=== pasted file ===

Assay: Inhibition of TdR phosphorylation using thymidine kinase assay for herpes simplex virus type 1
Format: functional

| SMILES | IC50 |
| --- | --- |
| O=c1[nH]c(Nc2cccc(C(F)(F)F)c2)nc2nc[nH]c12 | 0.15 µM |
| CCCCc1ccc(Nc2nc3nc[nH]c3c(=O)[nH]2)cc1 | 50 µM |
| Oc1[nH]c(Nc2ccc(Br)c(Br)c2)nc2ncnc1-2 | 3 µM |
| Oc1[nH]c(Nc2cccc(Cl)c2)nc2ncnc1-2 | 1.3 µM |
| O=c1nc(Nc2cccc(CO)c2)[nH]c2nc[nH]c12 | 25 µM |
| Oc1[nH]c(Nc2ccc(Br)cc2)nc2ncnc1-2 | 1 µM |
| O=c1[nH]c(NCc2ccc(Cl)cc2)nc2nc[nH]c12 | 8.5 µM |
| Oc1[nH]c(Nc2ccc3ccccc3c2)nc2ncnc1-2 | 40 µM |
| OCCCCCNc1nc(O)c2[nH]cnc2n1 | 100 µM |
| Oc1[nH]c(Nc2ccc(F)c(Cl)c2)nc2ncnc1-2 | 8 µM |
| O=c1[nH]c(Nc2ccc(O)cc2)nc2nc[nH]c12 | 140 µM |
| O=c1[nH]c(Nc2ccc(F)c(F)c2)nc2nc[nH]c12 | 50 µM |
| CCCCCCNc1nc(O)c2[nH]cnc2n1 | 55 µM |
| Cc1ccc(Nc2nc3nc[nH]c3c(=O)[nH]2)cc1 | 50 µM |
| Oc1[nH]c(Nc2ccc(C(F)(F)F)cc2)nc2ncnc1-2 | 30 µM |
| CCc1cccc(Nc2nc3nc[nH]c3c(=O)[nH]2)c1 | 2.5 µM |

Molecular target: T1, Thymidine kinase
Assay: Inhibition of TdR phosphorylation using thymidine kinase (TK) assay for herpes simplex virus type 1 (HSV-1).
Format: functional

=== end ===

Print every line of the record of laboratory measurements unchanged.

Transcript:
Assay: Inhibition of TdR phosphorylation using thymidine kinase assay for herpes simplex virus type 1
Format: functional

| SMILES | IC50 |
| --- | --- |
| O=c1[nH]c(Nc2cccc(C(F)(F)F)c2)nc2nc[nH]c12 | 0.15 µM |
| CCCCc1ccc(Nc2nc3nc[nH]c3c(=O)[nH]2)cc1 | 50 µM |
| Oc1[nH]c(Nc2ccc(Br)c(Br)c2)nc2ncnc1-2 | 3 µM |
| Oc1[nH]c(Nc2cccc(Cl)c2)nc2ncnc1-2 | 1.3 µM |
| O=c1nc(Nc2cccc(CO)c2)[nH]c2nc[nH]c12 | 25 µM |
| Oc1[nH]c(Nc2ccc(Br)cc2)nc2ncnc1-2 | 1 µM |
| O=c1[nH]c(NCc2ccc(Cl)cc2)nc2nc[nH]c12 | 8.5 µM |
| Oc1[nH]c(Nc2ccc3ccccc3c2)nc2ncnc1-2 | 40 µM |
| OCCCCCNc1nc(O)c2[nH]cnc2n1 | 100 µM |
| Oc1[nH]c(Nc2ccc(F)c(Cl)c2)nc2ncnc1-2 | 8 µM |
| O=c1[nH]c(Nc2ccc(O)cc2)nc2nc[nH]c12 | 140 µM |
| O=c1[nH]c(Nc2ccc(F)c(F)c2)nc2nc[nH]c12 | 50 µM |
| CCCCCCNc1nc(O)c2[nH]cnc2n1 | 55 µM |
| Cc1ccc(Nc2nc3nc[nH]c3c(=O)[nH]2)cc1 | 50 µM |
| Oc1[nH]c(Nc2ccc(C(F)(F)F)cc2)nc2ncnc1-2 | 30 µM |
| CCc1cccc(Nc2nc3nc[nH]c3c(=O)[nH]2)c1 | 2.5 µM |

Molecular target: T1, Thymidine kinase
Assay: Inhibition of TdR phosphorylation using thymidine kinase (TK) assay for herpes simplex virus type 1 (HSV-1).
Format: functional